Another option is to donate for the Ocalenie foundation, that focuses mostly on providing legal help. Their donation page is in English and can be found here. Ocalenie is also looking for translators and interpreters that could translate from Arabic, Farsi, Kurmanji, Sorani and Pashto into Polish or English. You’ll find their contact data here.
Medics at the border managed to raise funds exceeding their target twice, but if you are a medical professional and would like to join them, even for a short spell of time, you can register here
It is also very important to spread awareness and pressure politicians in your country to act and form some pressure on the Polish state, as well as undertake some diplomatic retaliations against Belarus.
8. Where to look for reliable information.
Most imporantly: avoid official sources from the Polish government, including the public media in Poland that have been turned in recent years into the government propaganda machine. According to various research, including that conducted by academics from top British universities such as Oxford, public broadcaster TVP became one of the least reliable sources in Europe. The same goes for the Polish Radio and even Polish Press Agency. You need to be careful as there are many English language websites – such as https://polandin.com/ – that are in fact pumping government propaganda. There is no exaggeration here, Polish public media (as well as some pro-government private outlets like niezalezna.pl, dorzeczy.pl and others) are now about as reliable as the state broadcasters of Russia or North Korea.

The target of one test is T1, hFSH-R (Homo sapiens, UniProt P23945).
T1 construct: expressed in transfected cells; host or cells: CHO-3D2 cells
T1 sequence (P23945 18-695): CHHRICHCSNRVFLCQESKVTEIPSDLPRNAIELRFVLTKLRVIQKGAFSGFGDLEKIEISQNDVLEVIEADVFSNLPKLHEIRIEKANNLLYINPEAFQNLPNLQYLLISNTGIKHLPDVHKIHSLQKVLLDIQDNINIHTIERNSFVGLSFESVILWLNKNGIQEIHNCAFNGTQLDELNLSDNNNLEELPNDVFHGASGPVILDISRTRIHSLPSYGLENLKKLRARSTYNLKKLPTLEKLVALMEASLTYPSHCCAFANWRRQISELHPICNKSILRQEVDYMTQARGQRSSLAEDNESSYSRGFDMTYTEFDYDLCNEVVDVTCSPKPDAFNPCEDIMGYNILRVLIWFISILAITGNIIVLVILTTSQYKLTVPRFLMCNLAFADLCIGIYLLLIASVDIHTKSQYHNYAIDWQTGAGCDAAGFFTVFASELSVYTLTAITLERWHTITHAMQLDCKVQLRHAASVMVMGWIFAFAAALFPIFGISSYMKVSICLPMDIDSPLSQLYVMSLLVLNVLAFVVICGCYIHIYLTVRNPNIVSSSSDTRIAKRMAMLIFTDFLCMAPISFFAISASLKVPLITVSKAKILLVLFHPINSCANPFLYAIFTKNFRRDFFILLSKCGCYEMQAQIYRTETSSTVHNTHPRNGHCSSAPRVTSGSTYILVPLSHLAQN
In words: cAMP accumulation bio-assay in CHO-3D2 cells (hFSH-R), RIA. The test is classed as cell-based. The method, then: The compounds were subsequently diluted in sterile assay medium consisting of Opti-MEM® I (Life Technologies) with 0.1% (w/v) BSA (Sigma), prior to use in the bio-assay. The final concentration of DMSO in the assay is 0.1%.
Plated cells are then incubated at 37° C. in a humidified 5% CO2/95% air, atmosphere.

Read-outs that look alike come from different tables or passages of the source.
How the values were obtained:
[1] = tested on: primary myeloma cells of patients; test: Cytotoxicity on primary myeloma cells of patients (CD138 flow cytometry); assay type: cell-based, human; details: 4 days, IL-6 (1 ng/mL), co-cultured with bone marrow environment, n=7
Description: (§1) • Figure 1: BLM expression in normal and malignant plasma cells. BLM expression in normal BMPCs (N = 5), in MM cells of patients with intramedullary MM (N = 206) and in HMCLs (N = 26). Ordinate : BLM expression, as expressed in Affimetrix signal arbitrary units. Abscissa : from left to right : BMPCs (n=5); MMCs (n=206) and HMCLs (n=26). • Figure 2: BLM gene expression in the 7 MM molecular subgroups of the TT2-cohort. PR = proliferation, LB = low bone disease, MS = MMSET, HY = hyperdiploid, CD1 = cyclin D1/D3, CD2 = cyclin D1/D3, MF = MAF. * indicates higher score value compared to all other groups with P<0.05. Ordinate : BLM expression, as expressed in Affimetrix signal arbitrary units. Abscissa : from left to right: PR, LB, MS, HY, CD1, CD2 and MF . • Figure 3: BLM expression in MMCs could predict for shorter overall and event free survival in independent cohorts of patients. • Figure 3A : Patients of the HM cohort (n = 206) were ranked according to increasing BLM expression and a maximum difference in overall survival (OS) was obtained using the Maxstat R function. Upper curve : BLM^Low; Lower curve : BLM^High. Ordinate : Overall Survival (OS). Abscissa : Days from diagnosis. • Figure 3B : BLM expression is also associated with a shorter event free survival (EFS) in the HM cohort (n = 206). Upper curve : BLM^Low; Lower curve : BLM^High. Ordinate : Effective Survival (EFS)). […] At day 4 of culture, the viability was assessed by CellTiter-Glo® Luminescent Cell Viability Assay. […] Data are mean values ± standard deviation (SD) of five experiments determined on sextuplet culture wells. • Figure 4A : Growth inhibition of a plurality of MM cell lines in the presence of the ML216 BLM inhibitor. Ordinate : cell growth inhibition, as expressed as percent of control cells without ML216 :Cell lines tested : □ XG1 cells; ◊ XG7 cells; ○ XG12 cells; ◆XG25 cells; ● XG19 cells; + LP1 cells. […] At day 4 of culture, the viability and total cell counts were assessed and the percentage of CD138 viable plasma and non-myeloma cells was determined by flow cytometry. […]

A reliable source of information in English will be the page of Gazeta Wyborcza (here), biggest independent Polish daily paper. Notes from Poland is another reliable English language source.
The invaluable source of information regarding Polish political and humanitarian crisis is also a citizen funded journalism portal oko.press known for its high quality journalism provided, among others, by some of the biggest names in Polish press. Most of the pieces there are in Polish (but you can google translate them) but on occasions they also publish content in English.
There are also some Twitter accounts worth following:
this Belarussian journalist: https://twitter.com/TadeuszGiczan
this Polish journalist: https://twitter.com/JakubMedek
English language account of the Belarussian opposition Telegram channel Nexta: https://twitter.com/nexta_tv
This long time political commentator (he has some right-wing inclination, but he lives literally at the border, so many of his reports are first hand observations): https://twitter.com/Exen
Last but not least, for the last 5 years I write a weekly digest of the events in Poland aimed at foreign reader: it’s written for a Czech internet portal Britske Listy. English translations of that series can be found on my personal website here.